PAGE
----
Beyond the geothermal system and super-insulated shell, the home includes CFL light fixtures, GE Energy Star–labeled appliances, and a Rinnai tankless water heater. The homeowner also added an electric consumption meter available through Georgia Power. Supplementing the geothermal heating is a high-efficiency Morso wood stove; a return vent above the stove helps preheat air in the air handler.
The house also features a Panasonic WhisperComfort spot-recovery ventilator and WhisperGreen exhaust fans in the bathrooms, as well as zero-VOC paint and formaldehyde-free Merillat kitchen cabinets. Bamboo flooring, Price Pfister low-flow faucets, and Sterling dual-flush toilets are a few of the resource-conserving elements in the second-floor addition. The existing hardwood flooring on the ground level was stained to match the new FSC-certified hardwoods.
On the exterior, three cisterns incorporated into vertical columns around the perimeter collect up to 600 gallons of rainwater for irrigation and car washing. The columns integrate seamlessly into Rawlings’ Prairie-style design, an aesthetic chosen to help the larger home blend in with the older Arts and Crafts residences on the steet, one of the primary architectural goals for the team.
In addition to containing the geothermal installation, contractors carefully maintained piles of debris that were waiting for the grinding company, and the SIPs were stored unobtrusively on the street like parked cars.
“I had a lot of neighbors come by and ask what the SIPs were; there were so many people interested in what was going on,” recalls Manka.
Renewal responded to the community’s enthusiasm and curiosity by hosting tours and other educational opportunities during and after construction. The homeowner also created a blog to showcase the green features.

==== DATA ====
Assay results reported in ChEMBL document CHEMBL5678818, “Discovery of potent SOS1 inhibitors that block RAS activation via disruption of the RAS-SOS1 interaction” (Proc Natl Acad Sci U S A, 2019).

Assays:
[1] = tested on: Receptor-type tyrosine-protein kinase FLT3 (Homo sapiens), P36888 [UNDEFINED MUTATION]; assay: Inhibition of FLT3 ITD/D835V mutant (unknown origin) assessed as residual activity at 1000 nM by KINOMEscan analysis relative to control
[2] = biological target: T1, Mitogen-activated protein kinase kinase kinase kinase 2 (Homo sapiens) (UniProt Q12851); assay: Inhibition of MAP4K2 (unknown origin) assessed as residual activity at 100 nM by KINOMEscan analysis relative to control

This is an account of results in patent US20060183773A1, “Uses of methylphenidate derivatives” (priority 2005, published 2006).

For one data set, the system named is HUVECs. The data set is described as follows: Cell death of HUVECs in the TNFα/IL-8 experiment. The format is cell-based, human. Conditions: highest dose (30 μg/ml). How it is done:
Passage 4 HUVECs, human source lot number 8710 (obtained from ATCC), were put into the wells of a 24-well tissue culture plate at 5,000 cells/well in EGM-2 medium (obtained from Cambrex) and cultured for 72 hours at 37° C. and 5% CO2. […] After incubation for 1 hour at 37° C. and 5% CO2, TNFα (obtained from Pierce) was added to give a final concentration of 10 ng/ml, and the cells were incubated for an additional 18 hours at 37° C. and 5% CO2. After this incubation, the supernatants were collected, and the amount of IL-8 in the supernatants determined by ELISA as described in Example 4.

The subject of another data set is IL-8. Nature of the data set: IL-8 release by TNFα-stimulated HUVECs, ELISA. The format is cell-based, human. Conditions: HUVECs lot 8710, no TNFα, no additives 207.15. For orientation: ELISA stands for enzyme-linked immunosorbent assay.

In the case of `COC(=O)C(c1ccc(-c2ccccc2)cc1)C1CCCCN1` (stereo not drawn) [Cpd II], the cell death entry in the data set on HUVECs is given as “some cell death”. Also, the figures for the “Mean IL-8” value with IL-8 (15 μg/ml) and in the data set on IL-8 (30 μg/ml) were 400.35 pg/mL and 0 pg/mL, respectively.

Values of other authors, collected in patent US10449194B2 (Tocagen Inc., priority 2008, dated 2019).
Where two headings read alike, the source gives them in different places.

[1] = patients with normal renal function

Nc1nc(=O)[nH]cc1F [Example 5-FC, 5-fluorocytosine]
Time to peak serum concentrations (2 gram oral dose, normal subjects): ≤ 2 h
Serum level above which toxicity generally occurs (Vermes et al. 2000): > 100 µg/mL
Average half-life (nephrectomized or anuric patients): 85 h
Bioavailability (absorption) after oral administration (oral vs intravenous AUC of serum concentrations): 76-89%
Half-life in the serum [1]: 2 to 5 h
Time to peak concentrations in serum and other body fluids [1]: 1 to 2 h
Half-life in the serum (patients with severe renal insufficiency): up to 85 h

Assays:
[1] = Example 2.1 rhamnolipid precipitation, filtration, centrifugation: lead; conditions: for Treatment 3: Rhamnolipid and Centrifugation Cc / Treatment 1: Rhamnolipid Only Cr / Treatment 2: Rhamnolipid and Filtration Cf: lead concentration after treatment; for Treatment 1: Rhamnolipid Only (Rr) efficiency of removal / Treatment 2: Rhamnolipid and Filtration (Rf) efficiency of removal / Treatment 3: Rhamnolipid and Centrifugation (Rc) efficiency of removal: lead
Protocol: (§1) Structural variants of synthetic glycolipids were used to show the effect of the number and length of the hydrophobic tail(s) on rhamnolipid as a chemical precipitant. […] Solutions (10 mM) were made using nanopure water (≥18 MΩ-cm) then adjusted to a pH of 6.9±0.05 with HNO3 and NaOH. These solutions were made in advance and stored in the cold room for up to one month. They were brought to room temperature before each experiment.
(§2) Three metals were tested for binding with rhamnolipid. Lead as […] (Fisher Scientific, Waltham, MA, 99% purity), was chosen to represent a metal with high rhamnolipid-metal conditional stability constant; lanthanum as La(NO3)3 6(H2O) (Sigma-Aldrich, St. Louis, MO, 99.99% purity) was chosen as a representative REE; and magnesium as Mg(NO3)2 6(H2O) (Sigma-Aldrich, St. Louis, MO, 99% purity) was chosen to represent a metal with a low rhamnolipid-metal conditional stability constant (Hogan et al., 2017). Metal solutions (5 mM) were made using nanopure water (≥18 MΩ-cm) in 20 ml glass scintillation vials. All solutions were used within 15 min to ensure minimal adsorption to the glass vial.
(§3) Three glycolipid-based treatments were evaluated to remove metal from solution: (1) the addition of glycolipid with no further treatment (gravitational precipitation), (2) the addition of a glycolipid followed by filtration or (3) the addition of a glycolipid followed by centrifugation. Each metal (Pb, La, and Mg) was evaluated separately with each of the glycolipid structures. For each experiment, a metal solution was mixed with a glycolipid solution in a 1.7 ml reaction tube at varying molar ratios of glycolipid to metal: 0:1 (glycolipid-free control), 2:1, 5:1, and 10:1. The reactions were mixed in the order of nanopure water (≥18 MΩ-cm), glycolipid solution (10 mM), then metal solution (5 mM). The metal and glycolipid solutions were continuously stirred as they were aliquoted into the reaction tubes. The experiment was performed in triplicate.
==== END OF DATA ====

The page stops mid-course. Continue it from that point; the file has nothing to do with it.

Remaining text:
“We held a few open houses on this project and were just amazed at how many people were really interested in not just the pretty stuff,” says project designer Anna Warmoth. “They were really interested in what goes on behind the scenes, what goes on behind the drywall, and what makes this house green.”
Katy Tomasulo is deputy editor for EcoHome.
Lisa Manka &
PROJECT MANAGER & DESIGNER
Renewal Design-Build has been creating a name for itself in Decatur, Ga., as a go-to company for green remodeling. And the employees are not only whole-heartedly committed to the mission, but also are reaping the benefits.
“I think we’ve been extremely fortunate; we’ve been hiring throughout the recession,” says designer Anna Warmoth, whose desire to spread the green-building message has grown as she has become a homeowner herself. Time and time again, she says, clients come to Renewal because it’s known as the green remodeler in the area.
Project manager Lisa Manka’s expertise in green building began in 2000 when she became trained in EarthCraft building practices and served as a House Leader with Habitat for Humanity, which was already building to Energy Star standards. “It’s not a hard thing to do and it makes good sense,” she says.
Working with Habitat also showed Manka how much education can transform behavior. For example, as volunteer laborers learned proper insulation techniques, many would remark how easy it would be to make similar upgrades at home.
Such community knowledge is paying off for Renewal, as Georgia homeowners embrace the idea of dwellings that save cash. “We had an edge in that as national programs became more prevalent, we were already doing green construction,” says Manka. “The sooner you embrace it as a company, the bigger advantage you’ll have.” —K.T.